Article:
New England Patriots

David Andrews is crucial to the Patriots offense, especially if they want to maintain the same power run heavy attack they ran with Cam Newton. His value to the offense, and team as a whole as a leader, was made very apparent by the time he missed in 2019 and 2020. If the Patriots don’t want to risk losing the 28-year-old, they could tag him and buy time to work on a long-term extension. (Projected OL franchise tag: $14.5 million)

As the Patriots begin to rebuild in the 2021 offseason, it’s crucial they keep at least a handful of players from their last dominant run around, to help maintain the winning culture that made the team an NFL juggernaut for 20 years. While the roster may need a facelift, it’s important that in doing so, the Patriot Way isn’t totally scrubbed from the building.

The Patriots would go a long way in accomplishing that task by making sure to lock up David Andrews, who is currently a pending free agent. Andrews is a four-time captain who has played just five years in the league. On top of that he’s proven to be a dedicated leader, acting in a pseudo-coach role when he missed the entire 2019 season, and four games in 2020. When he was unavailable, Andrews stayed with the team, working with the active linemen both in games and during practices.

Of course Andrews isn’t just a valued leader, he’s also a very good player. Without Andrews in the lineup, the Patriots averaged 3.7 yards per carry. Upon his return in 2020, that number increased an entire yard to 4.7, despite the offense becoming more one-dimensional in favor of the ground game.

Andrews contributes in the passing game as well, namely as a pre-snap communicator. With the Patriots likely turning to a young quarterback in the near future, having his kind of experience up front would be a huge help.

MORE: How different will the Patriots’ offensive line look in 2021?

What would it take for the Patriots to retain Andrews’ services? Let’s look at the context. Ryan Kelly is the highest-paid center in football in terms of AAV, making $12.4 million a year. Behind him, there’s six players all making between $10.5 and $11.5 million per year.

All of the players in that group are between 28 and 32 years old – Andrews will be 29 by the time training camp rolls around.

Feb 3, 2019; Atlanta, GA: New England Patriots center David Andrews celebrates after winning Super Bowl LIII against the Los Angeles Rams at Mercedes-Benz Stadium. (Christopher Hanewinckel-USA TODAY Sports)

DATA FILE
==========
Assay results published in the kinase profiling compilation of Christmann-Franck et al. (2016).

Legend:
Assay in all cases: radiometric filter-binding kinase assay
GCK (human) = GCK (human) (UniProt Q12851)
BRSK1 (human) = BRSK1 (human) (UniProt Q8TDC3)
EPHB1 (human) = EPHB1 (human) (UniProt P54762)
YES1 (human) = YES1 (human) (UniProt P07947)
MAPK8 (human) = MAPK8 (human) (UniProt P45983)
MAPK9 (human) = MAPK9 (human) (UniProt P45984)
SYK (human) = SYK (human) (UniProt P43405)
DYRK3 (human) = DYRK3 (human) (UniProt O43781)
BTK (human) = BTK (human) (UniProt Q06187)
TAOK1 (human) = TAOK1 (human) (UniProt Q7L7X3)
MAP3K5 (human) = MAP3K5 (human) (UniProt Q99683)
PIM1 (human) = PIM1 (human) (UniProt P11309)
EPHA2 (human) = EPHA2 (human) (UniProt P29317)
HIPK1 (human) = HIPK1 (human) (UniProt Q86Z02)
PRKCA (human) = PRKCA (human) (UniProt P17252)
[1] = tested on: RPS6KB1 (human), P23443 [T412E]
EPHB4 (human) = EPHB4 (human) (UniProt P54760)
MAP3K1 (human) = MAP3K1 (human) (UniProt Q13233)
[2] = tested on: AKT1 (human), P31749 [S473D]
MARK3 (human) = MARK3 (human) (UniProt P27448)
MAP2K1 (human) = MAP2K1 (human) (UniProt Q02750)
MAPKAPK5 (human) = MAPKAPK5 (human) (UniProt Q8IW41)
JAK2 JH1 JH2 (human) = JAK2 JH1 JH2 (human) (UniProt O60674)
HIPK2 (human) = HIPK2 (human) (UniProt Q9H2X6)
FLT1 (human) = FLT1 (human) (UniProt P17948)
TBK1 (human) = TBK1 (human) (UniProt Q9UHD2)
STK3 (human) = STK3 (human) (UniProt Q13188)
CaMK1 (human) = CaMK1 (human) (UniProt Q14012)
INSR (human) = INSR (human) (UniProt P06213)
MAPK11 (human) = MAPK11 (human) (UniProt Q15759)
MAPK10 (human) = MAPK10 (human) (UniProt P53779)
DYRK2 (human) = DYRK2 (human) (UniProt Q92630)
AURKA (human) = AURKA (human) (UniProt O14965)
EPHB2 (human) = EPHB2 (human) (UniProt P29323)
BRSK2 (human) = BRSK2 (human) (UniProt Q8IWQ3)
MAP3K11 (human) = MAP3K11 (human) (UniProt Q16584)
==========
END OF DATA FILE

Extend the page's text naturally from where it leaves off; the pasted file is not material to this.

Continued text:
David Andrews celebrates after the Patriots won Super Bowl LIII over the Los Angeles Rams. (Christopher Hanewinckel-USA TODAY)

It’s likely Andrews eventual deal will come in on the higher end of that group, even if he’s willing to take a hometown discount (which seems likely given his final press conference of the year). For sake of argument, let’s say his number is $11.3 million. That would – pending any major signings in free agency – make him one of the highest-paid players on the Patriots. Among those under contract for 2021, only Stephon Gilmore ($13 million) and Devin McCourty ($11.5 million) have higher AAVs. 

The flipside of that is that Bill Belichick has never been afraid to make linemen some of the highest-paid players on his roster. Entering 2020, three of the Patriots’ 10 highest AAV contracts were offensive linemen. Joe Thuney paced the group, with his franchise tag costing just under $14.8 million. Shaq Mason’s $9 million a year deal was the fourth highest on the team, and Marcus Cannon, before opting out, was due to have the eighth-highest AAV at $6.5 million.

MORE: The Patriots top pending free agents

With multiple spots on the offensive line likely to be filled by players on rookie scale (read: cheaper) deals in coming years, it makes sense for the Patriots to shell out a little more for Andrews. He’ll provide a steady veteran presence, helping those players grow while solidifying the middle of the offensive line.

Of course, Joe Thuney could do the same, and is also a free agent. There’s a good chance it comes down to ‘pick one’ for the Patriots. Keep in mind, the team has a talented young tackle in Michael Onwenu who looks ready to be an NFL starter, and would be blocked by the combination of Thuney and Mason, both who would be locked up long term. Meanwhile, Andrews would be a few million dollars cheaper, and the Patriots currently don’t have a better option to start at center. 

Among the Patriots’ pending unrestricted free agents, Andrews should be one of, if not the highest priority. Will the Patriots open up the checkbook for a valued leader and quality player? Or will it be another offseason of franchise-cornerstones getting away?

Click here for 98.5 The Sports Hub’s complete coverage of the Patriots.

Alex Barth is a writer and digital producer for Any opinions expressed do not necessarily reflect those of 98.5 The Sports Hub, Beasley Media Group, or any subsidiaries. Thoughts? Comments? Questions? Looking for a podcast guest? Let him know on Twitter @RealAlexBarth or via email at

MORE: Patriots’ Top Internal Free Agents

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